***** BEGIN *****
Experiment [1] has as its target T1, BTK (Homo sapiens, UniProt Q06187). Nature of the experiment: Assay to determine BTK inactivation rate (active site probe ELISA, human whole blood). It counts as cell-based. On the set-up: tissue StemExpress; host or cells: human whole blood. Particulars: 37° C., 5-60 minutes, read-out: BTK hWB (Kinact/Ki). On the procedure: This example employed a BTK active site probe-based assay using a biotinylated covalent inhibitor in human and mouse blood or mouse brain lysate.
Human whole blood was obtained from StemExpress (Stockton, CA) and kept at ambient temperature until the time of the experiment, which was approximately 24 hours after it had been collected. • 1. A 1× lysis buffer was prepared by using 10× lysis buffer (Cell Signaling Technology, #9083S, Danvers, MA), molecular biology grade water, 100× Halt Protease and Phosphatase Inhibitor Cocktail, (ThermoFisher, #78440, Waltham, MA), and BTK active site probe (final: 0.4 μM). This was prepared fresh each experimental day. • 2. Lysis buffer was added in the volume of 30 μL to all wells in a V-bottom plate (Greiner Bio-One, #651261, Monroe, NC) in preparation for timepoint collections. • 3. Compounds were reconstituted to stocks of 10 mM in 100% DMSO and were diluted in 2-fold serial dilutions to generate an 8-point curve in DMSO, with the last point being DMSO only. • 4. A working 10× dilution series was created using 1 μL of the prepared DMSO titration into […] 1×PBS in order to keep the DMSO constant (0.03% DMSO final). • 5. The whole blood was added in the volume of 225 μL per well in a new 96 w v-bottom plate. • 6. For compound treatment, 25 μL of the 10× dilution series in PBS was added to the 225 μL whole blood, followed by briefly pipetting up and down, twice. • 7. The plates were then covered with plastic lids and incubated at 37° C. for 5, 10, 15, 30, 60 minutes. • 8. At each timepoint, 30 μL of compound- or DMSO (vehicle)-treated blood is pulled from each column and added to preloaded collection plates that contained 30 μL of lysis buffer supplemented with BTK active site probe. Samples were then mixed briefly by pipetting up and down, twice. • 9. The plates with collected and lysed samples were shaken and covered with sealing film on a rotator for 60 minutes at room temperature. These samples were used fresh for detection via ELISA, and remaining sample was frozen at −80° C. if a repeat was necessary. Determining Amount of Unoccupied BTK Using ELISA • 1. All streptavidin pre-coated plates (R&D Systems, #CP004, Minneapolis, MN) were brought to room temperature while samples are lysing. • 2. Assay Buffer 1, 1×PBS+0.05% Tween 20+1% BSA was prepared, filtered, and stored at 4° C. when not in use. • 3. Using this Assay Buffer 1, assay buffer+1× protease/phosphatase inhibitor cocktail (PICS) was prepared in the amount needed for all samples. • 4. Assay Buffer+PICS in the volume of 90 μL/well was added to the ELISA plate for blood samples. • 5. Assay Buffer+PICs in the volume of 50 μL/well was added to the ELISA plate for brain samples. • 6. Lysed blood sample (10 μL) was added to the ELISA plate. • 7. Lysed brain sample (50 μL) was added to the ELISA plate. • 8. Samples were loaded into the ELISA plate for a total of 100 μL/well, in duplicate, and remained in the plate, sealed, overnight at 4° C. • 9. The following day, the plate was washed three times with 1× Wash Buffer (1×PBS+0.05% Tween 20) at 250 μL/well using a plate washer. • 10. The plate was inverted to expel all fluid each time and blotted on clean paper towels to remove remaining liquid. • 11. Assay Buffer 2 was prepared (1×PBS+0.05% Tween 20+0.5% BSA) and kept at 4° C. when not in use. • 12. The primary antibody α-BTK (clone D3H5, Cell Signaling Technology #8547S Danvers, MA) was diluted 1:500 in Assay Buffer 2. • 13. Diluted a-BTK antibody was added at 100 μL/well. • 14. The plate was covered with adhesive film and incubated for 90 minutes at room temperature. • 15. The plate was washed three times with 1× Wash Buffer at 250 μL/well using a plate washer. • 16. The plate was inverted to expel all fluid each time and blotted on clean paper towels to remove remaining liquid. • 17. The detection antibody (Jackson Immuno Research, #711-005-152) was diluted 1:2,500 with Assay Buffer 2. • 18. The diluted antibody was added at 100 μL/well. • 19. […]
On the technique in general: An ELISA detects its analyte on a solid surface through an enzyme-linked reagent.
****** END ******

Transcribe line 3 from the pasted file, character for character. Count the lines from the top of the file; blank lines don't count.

On the technique in general: An ELISA detects its analyte on a solid surface through an enzyme-linked reagent.